Officials Promote Responsible Antibiotic Use--March 2009


In an effort to prevent increasing drug resistance, supermarket pharmacies offering free antibiotics are being asked to educate individuals about the importance of using antibiotics properly.

Several supermarket pharmacies that began offering free antibiotics this winter received letters from the Infectious Diseases Society of America (IDSA) and the Centers for Disease Control and Prevention (CDC) urging them to promote responsible use of antibiotics.

Some of the pharmacies are linking the promotion to cold and flu season. Antibiotics, however, do not work against these viral illnesses. Additionally, antibiotics can have serious side effects, and their misuse is contributing to the increase in antibiotic-resistant infections such as methicillin-resistant Staphylococcus aureus (MRSA).

In letters to Wegmans Food Markets, ShopRite, Giant Food Stores, and Stop & Shop, the groups asked them to join the “Get Smart: Know When Antibiotics Work,” a campaign from the CDC to educate individuals about the importance of using antibiotics properly.

“Taking an antibiotic when you don’t need it won’t help you, and may in fact do more harm than good,” said IDSA President Anne Gershon, MD. “At a time when antibiotic overuse is helping to create drug-resistant superbugs such as MRSA and few new antibiotics are being developed, supermarkets need to be responsible in how they promote antibiotics.”

Giant Food Stores and Wegmans Food Markets are taking action, according to a March 5, 2009, New York Times article. Giant Food Stores spokeswoman said the company had dropped the reference to cold and flu from its marketing campaign and was reviewing the concerns. In February, Wegmans Food Markets published information on its Web site, in advertising circulars, and e-mail messages about responsible antibiotic use and appropriate cough and cold treatments, said a company spokeswoman. The company was planning to distribute the CDC’s educational materials in its pharmacies.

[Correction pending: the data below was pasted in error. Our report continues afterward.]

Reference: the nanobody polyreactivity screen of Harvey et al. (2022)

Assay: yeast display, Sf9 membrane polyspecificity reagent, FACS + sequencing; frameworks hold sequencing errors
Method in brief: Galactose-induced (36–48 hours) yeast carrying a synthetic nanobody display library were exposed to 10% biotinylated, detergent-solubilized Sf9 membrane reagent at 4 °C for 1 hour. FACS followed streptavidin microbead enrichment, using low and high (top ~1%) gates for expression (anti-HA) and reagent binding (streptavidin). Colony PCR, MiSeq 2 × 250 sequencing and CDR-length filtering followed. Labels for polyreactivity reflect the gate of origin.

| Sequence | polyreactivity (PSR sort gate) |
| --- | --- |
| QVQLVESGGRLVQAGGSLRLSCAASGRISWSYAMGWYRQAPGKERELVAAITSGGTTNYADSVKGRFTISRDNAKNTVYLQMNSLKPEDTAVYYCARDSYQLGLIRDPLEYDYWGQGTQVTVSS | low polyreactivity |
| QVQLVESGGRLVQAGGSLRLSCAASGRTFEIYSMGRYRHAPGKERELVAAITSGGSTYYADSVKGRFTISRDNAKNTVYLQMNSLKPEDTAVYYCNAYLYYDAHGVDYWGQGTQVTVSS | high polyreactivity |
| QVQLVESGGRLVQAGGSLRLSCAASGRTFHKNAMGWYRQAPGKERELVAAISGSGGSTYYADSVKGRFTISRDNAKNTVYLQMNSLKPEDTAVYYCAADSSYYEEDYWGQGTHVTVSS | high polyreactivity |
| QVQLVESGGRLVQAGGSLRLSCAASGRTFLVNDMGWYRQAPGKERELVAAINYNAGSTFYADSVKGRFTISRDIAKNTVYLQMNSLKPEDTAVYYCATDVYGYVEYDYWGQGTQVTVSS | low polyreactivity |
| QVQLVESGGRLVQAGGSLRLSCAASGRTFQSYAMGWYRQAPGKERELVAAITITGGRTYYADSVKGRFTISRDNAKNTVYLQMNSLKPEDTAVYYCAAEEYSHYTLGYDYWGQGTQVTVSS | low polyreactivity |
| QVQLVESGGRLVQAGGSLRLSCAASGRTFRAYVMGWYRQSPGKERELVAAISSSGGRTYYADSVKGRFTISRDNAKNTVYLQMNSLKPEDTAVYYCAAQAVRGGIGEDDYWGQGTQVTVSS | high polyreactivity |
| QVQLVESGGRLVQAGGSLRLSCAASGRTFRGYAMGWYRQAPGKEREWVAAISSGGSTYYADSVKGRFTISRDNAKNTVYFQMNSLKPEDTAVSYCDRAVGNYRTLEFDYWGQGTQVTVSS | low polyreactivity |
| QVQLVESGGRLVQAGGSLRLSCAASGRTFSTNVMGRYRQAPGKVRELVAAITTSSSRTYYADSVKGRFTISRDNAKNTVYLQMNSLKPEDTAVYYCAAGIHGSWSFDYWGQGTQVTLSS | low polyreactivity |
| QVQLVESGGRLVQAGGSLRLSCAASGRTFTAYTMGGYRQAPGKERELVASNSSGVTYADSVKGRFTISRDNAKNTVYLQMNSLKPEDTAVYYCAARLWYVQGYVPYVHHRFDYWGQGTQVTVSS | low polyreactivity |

“Supermarkets have the power to protect their customers’ health,” said Lauri Hicks, DO, medical director of the CDC’s Get Smart program. “If they sought to educate people about when antibiotics work and when they don’t, they would be doing a great public service.”

IDSA is encouraging supermarkets to offer free flu shots rather than free antibiotics as a cost-saving measure for individuals while protecting their health. “We applaud supermarkets’ desire to look out for their customers in these difficult economic times,” said Dr. Gershon. “As flu season heats up, free influenza vaccinations would be a proven-effective way to keep customers healthy.”

For other articles in this issue, see:

Rx Information for Patients: Too Much, Not Enough, or Just Plain Inconsistent?

Patient Focus Behind Awareness Campaign

Momentum Builds for Law to Permit Rx Imports

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